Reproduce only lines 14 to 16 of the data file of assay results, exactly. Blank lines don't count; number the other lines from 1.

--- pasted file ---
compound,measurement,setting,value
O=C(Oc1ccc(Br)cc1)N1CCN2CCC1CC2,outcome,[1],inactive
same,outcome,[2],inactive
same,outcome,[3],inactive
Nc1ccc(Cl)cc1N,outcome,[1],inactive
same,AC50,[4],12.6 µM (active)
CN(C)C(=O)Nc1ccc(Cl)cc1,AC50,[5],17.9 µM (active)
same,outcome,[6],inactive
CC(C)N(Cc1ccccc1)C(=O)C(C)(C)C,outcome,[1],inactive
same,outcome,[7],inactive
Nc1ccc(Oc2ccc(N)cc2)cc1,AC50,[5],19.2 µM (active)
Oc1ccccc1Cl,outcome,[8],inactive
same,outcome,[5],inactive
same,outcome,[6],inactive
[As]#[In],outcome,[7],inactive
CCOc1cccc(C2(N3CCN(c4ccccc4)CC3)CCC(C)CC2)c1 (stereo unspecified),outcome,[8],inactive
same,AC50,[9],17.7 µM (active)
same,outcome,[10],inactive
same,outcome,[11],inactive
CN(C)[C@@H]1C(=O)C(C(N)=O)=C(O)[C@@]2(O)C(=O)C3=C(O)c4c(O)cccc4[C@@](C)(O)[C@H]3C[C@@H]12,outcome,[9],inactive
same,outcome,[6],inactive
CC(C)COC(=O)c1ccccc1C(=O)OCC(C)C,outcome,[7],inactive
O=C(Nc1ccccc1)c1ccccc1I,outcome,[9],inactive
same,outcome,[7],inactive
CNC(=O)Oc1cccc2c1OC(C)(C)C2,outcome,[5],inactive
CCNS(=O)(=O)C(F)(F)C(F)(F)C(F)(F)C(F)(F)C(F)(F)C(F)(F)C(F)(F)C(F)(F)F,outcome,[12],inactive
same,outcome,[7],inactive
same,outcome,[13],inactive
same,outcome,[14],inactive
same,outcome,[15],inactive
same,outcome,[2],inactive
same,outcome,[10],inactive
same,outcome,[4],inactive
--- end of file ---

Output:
same,outcome,[6],inactive
[As]#[In],outcome,[7],inactive
CCOc1cccc(C2(N3CCN(c4ccccc4)CC3)CCC(C)CC2)c1 (stereo unspecified),outcome,[8],inactive